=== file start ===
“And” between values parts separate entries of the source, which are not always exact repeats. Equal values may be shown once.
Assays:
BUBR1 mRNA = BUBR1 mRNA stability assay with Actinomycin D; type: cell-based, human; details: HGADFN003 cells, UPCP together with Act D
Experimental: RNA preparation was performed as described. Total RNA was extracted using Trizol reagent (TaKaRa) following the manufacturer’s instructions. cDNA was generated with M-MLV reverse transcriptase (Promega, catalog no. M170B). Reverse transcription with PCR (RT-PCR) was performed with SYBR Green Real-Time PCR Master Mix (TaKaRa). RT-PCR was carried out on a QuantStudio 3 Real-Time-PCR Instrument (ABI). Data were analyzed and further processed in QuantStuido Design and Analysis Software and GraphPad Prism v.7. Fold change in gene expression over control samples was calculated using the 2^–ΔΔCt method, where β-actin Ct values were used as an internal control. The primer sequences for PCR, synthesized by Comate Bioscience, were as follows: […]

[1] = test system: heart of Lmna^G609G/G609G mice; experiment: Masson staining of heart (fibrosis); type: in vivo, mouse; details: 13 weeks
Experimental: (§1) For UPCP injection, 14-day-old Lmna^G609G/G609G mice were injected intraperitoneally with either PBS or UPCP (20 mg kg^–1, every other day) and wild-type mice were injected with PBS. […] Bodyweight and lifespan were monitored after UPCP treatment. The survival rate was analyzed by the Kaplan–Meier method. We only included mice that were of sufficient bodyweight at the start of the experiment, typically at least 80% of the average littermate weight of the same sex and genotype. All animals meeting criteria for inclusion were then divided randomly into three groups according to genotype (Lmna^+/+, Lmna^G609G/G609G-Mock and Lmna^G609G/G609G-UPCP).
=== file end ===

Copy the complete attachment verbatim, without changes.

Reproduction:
“And” between values parts separate entries of the source, which are not always exact repeats. Equal values may be shown once.
Assays:
BUBR1 mRNA = BUBR1 mRNA stability assay with Actinomycin D; type: cell-based, human; details: HGADFN003 cells, UPCP together with Act D
Experimental: RNA preparation was performed as described. Total RNA was extracted using Trizol reagent (TaKaRa) following the manufacturer’s instructions. cDNA was generated with M-MLV reverse transcriptase (Promega, catalog no. M170B). Reverse transcription with PCR (RT-PCR) was performed with SYBR Green Real-Time PCR Master Mix (TaKaRa). RT-PCR was carried out on a QuantStudio 3 Real-Time-PCR Instrument (ABI). Data were analyzed and further processed in QuantStuido Design and Analysis Software and GraphPad Prism v.7. Fold change in gene expression over control samples was calculated using the 2^–ΔΔCt method, where β-actin Ct values were used as an internal control. The primer sequences for PCR, synthesized by Comate Bioscience, were as follows: […]

[1] = test system: heart of Lmna^G609G/G609G mice; experiment: Masson staining of heart (fibrosis); type: in vivo, mouse; details: 13 weeks
Experimental: (§1) For UPCP injection, 14-day-old Lmna^G609G/G609G mice were injected intraperitoneally with either PBS or UPCP (20 mg kg^–1, every other day) and wild-type mice were injected with PBS. […] Bodyweight and lifespan were monitored after UPCP treatment. The survival rate was analyzed by the Kaplan–Meier method. We only included mice that were of sufficient bodyweight at the start of the experiment, typically at least 80% of the average littermate weight of the same sex and genotype. All animals meeting criteria for inclusion were then divided randomly into three groups according to genotype (Lmna^+/+, Lmna^G609G/G609G-Mock and Lmna^G609G/G609G-UPCP).